Twenty kilometers from the nearest road in a snow cave carved from a windblown ridge, the intimidating expanse of the glaciated northern Coastal Range fading into dusky blue, Adrien Grabinski ravenously devoured couscous with a foldable two-meter snow pit ruler. Prepared in every other possible way for the objective and conditions ahead, he’d forgotten a spork.
My bivouac roommate and sous chef was a young ski patroller from Shames Mountain Co-op. His first season, Adrien pioneered a handful of cutting-edge first descents in the adjacent backcountry, several in the wee hours of the morning before a full day of work. The following season he was promoted to ski patrol director—at 21 years old. He dumpster dove for bulk groceries, spent nights camped just beyond the ropes, spoke with a quintessential Albertan accent, and may well be the boldest, hardest-charging skier you’ve never heard about.
Born and raised in Calgary, Adrien was on skis before he could walk. He skied Sunshine Village in his formative years and then, as most promising groms do, began racing.
A decade of racing honed Adrien’s meticulous eye for the subtle nuances of micro terrain, ski tuning adjustments, and changes in the snowpack. He became an erudite student of the sport. His racing progression—despite chastising from coaches for hucking cliffs and throwing backflips while at race camp—carried opportunities to rub shoulders with the national team and attend sponsored sessions in Switzerland and South America.
But the end result didn’t quite add up. His creative passion for skiing flourished beyond gates and manicured courses.
He walked away from racing and took his skills to big mountain terrain.
“Having an understanding of all the variables and being confident that your observations are accurate is the only way to truly push your limits [in racing]. And that’s something I’ve directly carried into my approach to the backcountry and freeskiing,”
Befitting of Adrien’s quiet prowess as a freeskier, Shames Ski Area—located outside sleepy Terrace, British Columbia—is a freeride Mecca most skiers have never heard of. By serendipitous happenstance, Adrien discovered the hill on his way to a summer commercial fishing job in nearby Prince Rupert—a few months after applying, he was offered a job.
“The terrain is spectacular, but I had no idea about the community,” Adrien said of his first season at Shames. “That’s what I really fell in love with. It’s a not-for-profit co-op and everyone here is part of this community trying to keep skiing alive. It’s a intrinsic feeling.”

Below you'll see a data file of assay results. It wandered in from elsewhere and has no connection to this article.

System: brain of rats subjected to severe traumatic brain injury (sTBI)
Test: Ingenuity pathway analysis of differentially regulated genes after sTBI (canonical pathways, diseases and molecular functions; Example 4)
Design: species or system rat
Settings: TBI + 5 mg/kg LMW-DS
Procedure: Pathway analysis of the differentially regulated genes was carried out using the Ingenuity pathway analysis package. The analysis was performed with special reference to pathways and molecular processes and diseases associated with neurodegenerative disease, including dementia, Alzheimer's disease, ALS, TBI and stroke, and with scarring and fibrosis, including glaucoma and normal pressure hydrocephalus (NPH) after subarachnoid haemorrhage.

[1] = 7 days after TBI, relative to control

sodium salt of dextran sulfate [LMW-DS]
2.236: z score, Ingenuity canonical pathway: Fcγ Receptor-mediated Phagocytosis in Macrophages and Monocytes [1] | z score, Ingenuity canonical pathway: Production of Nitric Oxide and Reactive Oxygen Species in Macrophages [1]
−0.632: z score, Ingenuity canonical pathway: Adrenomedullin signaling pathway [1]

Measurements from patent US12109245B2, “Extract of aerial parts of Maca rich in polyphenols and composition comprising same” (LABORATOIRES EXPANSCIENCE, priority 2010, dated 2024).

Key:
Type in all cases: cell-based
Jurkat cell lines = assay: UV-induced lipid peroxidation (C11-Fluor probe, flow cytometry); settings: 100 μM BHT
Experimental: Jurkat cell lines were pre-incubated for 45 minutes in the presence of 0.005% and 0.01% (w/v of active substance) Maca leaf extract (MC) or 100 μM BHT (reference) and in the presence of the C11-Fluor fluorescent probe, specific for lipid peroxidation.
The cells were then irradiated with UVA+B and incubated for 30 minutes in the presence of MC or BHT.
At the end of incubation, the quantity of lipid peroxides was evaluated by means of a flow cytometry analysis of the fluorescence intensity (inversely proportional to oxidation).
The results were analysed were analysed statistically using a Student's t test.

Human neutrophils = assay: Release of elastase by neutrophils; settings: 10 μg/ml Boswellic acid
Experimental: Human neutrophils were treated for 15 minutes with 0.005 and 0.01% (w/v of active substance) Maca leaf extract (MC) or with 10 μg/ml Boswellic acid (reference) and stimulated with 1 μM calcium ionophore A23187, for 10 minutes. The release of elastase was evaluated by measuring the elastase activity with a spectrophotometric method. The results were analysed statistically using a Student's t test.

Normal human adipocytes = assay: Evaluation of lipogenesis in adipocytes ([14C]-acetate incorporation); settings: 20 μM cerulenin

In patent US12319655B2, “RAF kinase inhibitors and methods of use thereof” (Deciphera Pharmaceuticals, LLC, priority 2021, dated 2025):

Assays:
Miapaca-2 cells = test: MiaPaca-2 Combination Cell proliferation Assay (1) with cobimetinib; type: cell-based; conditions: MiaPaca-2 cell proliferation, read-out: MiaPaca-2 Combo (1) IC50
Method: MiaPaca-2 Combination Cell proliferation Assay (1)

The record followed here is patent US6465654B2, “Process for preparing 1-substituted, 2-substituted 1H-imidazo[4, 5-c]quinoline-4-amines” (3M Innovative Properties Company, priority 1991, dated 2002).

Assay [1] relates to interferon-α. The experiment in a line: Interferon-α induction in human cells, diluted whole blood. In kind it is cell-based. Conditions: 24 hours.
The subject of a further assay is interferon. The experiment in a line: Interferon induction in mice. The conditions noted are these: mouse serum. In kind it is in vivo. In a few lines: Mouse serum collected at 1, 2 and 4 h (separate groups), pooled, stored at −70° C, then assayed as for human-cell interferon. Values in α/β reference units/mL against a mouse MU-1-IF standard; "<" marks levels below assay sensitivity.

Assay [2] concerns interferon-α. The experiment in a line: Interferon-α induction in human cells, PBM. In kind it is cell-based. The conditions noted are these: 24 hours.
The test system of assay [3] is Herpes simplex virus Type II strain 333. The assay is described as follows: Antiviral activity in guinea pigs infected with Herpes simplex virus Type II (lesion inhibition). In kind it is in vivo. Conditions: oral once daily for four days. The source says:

Two seasons ago, Adrien made his film debut, shooting with Matchstick Productions. World-renowned skier Mark Abma, who was also on the shoot, was blown away—not only by Adrien’s skiing, but by the way he carried himself.
“He’s tackling all the biggest and gnarliest lines within eyesight of Shames,” said Abma. “He’s wise beyond his years and he’s got the skiing skills to match that maturity. He has a lot of confidence and he’s also humble which is a super important factor when putting yourself into that environment—it’s a winning combination for creating a great skier.”
“[Adrien] is the working class hero,” Abma continued. “He’s on the ground doing the work, living super humbly, plowing the parking lot, ensuring people are safe when they’re skiing on the hill. It’s pretty rare when you meet someone that well-rounded.”
But while Adrien is open to opportunities that come his way, the under-the-radar shredder has no plans to leave Shames.
“I want to grow with Shames. And it’s not the career opportunities and the experience; it’s more for the potential I see for Shames and the community. I hope to keep improving it.”
After a few hours of fitful sleep, we awoke to a carapace of frosted condensation and clear, dark skies. Adrien descended a steep rollover by headlamp, popped off his skis, and bootpacked the firm wind-sculpted arête to a glaciated col. He reached the base of a towering black rock fin, navigated the gaping bergschrund, and punched steps up a broad, exposed face. Alpenglow cascaded down the craggy skyline, the clock ticking on snow conditions. He disappeared for a moment, then a small solo figure appeared on the wind-scoured summit.
Adrien transitioned quickly. He took a moment to snap a photo of another peak in the distance that caught his eye, took a breath, and dropped without hesitation.
Wind buffing made for a couple good turns off the summit. He sent a slough over the sheer 500 meter rock face below. Abruptly, the entire line turned to boilerplate rime. Seemingly unfazed, he carved along the arête and down the face.
The line was a monster; a classic, probably, if repeated—even more impressive when picked off in a 36-hour door-to-door human-powered push.
“Got away with that one,” Adrien laughed as he returned, eyes alight beneath a zinc-coated boyish grin. “The mountain let me visit, but she didn’t lose her glory.” His youthful boldness is complemented by the humility a lifetime in the mountains cultivates. We shouldered our packs and looked back at the peak—no sign of tracks graced the impenetrable rime.
Ahead lay our way home—a rolling approach, uphill both ways. Tomorrow, save for a few close friends, Adrien’s escapades will be unbeknownst to the world. He’ll be back at work, opening the hill, scoping the next line just beyond the ropes.
He prefers to keep it that way.